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The Tuloriad by John Ringo
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The Tuloriad (2009)

by John Ringo (Author), Tom Kratman (Author)

Other authors: See the other authors section.

Series: Legacy of the Aldenata (book 12)

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Showing 1-5 of 7 (next | show all)
A bit too preachy, but overall not a bad addition to the series. ( )
  Guide2 | Dec 9, 2012 |
This book's underlying premise isn't really my thing. The escape of the remnants of the Posleen works for me, and I think holds together. However, I'm unconvinced by a religious mission setting out after the Posleen to convert them to one of the Earth religions. That just seems a bit far fetched to me. However, this book is rescued by the insights into the Posleen's history that it offers. Its worth wading through the other stuff that isn't all that interesting just to find out a bit more about how the characters ended up in this state.

http://www.stillhq.com/book/John_Ringo/The_Tuloriad.html ( )
  mikal | Sep 9, 2012 |
A Homeric odyssey back to Posleen home planets ends in a story paralleling the struggle between early Christianity and Roman theology.
The last band of Posleens are rescued by the Indowy, and the Bane Sidhe, and sent on a quest to visit planets that were significant to Posleen history and development. Meanwhile, the humans decide religion is the first step to creating a Posleen society they can work with instead of only fight against. The USS Salem is turned into a spaceship and carries a band of human missionaries with the idea of proselytizing to the Posleens. Before the humans catch up with the Posleens, the Posleens start to rediscover their old gods, whose place the Aldenata subsumed. The Posleens have started to create a a new civilization on their planet of origin when Sallie finally catches up to them. The old foes are initially suspicious of each other, but begin to see how similar to each other they are -- in vices as well as virtues.

The storyline focuses on the history of the Posleen. This book is not an action-packed war story with the Posleen. Low in action, military concerns, or battles. Tone is much more humourous than previously. Story doesn't take itself serious between revelations of how the Aldenata created the Posleens.

Christianity and the revived Posleen religion come into direct conflict. The one God King who was capable of learning from the humans -- Tulo'stenaloor. ( )
  ktoonen | Dec 28, 2010 |
Hmm an intelligent Posleen Commander with a group of smart centaurs trying to rebuild the posleen civilization, I like that, the romance part about the father and ship .. I don't like :DMore fighting and less romance , come on RINGOI've finished the book, and COME ON RINGOBlah Blah Blah , Religion, Blah Blah Blah Faith , a little battle, again the crap cycle continues.This book is crap, there are few battles once in a blue moon which are allright, mainly one battle was great on the Planet of Heemaleen ? or sth like that, the others sucked too.Don't waste your money buying it, or even your time if you get it as a gift or borrow it from a friend. ( )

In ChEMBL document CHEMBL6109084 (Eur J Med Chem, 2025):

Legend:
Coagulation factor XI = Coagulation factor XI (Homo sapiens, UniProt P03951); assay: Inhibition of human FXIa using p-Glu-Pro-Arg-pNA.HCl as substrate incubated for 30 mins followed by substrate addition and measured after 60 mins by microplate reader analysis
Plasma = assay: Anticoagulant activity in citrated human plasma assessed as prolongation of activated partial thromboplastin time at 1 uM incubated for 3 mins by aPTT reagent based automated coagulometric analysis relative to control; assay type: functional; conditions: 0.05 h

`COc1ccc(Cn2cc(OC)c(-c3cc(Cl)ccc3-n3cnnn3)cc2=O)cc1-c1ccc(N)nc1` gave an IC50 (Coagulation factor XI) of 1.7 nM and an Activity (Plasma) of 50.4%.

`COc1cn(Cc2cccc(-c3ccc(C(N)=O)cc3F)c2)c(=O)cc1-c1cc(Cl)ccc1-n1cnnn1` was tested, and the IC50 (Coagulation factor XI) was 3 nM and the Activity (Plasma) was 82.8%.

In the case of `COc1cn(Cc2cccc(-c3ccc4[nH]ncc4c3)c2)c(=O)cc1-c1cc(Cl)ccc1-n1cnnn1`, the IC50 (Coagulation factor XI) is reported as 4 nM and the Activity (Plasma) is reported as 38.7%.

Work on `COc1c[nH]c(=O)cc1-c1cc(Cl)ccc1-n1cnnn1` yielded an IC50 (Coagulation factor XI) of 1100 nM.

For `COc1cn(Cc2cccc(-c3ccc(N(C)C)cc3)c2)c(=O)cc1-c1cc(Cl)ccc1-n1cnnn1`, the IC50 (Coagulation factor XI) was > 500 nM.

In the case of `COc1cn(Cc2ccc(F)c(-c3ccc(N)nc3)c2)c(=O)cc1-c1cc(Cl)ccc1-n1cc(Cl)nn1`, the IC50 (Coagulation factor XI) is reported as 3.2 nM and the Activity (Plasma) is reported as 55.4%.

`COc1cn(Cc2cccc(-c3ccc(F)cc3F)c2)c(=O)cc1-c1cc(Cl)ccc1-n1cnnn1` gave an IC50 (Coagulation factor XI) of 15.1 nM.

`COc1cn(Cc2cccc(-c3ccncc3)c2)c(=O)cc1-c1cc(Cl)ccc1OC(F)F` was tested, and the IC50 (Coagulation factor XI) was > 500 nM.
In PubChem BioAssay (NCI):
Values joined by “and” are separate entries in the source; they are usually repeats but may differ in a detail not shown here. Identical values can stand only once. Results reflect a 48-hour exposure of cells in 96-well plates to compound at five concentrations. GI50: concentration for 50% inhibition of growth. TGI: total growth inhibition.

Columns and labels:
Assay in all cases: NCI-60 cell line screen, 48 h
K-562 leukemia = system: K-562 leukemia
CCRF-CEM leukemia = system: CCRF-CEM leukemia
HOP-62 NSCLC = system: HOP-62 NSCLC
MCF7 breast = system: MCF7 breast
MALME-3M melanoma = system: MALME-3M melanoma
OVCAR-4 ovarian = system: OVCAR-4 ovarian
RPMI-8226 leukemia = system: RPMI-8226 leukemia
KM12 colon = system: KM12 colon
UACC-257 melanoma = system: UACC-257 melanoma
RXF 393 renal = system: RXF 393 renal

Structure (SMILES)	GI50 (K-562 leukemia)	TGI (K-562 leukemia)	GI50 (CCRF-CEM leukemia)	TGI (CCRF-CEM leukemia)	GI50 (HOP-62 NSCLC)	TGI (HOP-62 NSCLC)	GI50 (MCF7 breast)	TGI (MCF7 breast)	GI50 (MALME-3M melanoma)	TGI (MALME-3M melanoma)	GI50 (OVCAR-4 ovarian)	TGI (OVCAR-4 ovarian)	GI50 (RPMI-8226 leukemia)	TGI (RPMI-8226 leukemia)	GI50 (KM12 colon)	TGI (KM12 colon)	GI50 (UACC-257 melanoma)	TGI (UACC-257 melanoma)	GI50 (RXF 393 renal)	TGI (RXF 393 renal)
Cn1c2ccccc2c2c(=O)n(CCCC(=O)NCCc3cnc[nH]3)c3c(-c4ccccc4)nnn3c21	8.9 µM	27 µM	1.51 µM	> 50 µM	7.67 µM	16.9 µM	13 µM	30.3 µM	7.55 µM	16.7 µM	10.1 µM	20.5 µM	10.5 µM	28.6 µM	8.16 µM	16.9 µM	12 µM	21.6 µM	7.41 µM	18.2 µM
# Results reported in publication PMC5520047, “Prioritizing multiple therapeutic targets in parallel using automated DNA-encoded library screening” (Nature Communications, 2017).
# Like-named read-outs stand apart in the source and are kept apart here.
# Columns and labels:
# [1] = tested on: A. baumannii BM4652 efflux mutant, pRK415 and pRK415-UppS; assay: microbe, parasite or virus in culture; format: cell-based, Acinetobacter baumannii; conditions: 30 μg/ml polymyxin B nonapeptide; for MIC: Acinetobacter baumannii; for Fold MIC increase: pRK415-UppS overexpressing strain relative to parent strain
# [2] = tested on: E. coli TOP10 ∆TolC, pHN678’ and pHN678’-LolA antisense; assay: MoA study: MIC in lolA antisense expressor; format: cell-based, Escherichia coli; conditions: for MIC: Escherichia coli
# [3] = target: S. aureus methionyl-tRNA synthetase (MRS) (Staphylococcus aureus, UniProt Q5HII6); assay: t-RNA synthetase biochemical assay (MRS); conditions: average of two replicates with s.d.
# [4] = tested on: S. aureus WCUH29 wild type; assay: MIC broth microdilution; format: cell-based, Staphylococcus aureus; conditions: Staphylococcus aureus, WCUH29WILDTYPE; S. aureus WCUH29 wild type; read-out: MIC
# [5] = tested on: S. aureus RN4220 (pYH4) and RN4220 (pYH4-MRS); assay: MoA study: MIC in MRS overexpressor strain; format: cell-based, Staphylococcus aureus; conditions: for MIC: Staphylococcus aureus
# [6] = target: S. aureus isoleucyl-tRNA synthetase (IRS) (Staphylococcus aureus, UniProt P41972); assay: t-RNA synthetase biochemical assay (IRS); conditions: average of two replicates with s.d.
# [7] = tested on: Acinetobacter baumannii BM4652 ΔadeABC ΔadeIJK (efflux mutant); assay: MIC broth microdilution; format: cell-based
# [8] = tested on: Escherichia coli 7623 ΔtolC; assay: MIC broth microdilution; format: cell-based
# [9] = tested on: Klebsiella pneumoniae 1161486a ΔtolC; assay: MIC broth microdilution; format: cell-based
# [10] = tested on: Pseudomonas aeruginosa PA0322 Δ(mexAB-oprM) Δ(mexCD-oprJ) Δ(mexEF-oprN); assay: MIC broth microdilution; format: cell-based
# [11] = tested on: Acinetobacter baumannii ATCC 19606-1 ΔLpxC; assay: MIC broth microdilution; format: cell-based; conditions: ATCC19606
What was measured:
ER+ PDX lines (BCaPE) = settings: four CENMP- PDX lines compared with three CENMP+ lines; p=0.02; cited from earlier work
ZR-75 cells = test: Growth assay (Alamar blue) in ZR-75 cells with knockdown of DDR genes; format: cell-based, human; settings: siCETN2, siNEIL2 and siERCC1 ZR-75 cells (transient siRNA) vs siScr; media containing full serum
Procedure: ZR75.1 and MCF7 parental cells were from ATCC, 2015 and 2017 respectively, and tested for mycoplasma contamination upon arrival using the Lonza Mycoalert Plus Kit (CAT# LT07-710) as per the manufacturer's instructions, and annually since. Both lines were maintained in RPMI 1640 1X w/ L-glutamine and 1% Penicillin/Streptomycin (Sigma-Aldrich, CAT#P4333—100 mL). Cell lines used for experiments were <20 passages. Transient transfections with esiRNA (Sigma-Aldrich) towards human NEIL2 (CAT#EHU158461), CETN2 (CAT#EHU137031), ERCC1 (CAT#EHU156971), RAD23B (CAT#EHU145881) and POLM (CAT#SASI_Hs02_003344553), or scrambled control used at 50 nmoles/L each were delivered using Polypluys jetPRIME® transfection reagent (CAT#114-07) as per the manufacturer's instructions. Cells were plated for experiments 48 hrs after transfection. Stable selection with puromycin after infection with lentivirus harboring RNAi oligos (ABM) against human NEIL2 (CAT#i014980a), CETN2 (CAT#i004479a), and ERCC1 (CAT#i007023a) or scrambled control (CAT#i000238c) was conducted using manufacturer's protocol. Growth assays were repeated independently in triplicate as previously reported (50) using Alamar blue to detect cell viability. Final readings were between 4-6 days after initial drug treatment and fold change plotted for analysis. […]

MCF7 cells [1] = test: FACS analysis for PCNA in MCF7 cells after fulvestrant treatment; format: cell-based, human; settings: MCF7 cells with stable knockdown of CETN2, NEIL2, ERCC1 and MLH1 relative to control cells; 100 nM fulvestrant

Parsiya | Jun 5, 2010 |
I say this affectionately: this is a piece of junk science fiction. Space opera. Rail guns and decapitations and swearing and space ships with boobs (really). Anybody who tries to critically deconstruct Ringo's militaristic science fiction probably doesn't get The Terminator movies either. I remember a movie reviewer complaining about the violence in those movies once (think ... Ahnold ... killer cyborgs ... apocalyptic end of the world - WHADDYA EXPECT!!!???). Same with Ringo's work.

The Tuloriad is actually one of Ringo's (and Kratman's) more "cerebral" pieces in that it takes on the morality of xenocide coupled with religions (plural). The last gasp remnant of the super killer alien Posleen are finally confronted by a Vatican sponsored intelligent space ship (with boobs) giving them the choice of religions to which to convert. The Jews have declined sending a representative since they wouldn't want to be coupled with the species that killed 6 billion humans. Islam sends an Imam who drinks vodka (it's made from potatoes so it doesn't count); the Protestants are represented by an apostate Posleen warrior who saw the light (and also had his genitalia chomped off by an alligator in Panama during the fighting against the humans); and the Roman Catholics get a Jesuit priest who is married to the physical avatar of the intelligent battleship.

And then there's the Swiss Guard contingent equipped with mono-molecular halberds, automatic weapons, and a predisposition to womanize.

This book isn't for everyone, but if you like your sci-fi junky, space opera-y, rude and crude, broad and irreverent, you might find this a fun read. ( )
1 vote fugitive | Mar 1, 2010 |
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» Add other authors

Author nameRoleType of authorWork?Status
Ringo, JohnAuthorprimary authorall editionsconfirmed
Kratman,TomAuthormain authorall editionsconfirmed
Miller, KurtCover artistsecondary authorsome editionsconfirmed
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Book description
After Posleen defeat on Earth only few of their battle clans survive. Plucked from Earth they are sent on a voyage with only a slightly insane Indowy and a computer virus to guide them. What follows is a journey through space in the footsteps of their ancestors in a bid to locate their homeworld.
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Of the once innumerable battle clans of the Posleen only a handful survive. And that on the sufferance of a group of despised Indowy and Himmit. Plucked from the maelstrom on Earth, they are cast out into the eternal blackness of the stars with only a slightly insane Indowy and a computer virus to guide them.… (more)

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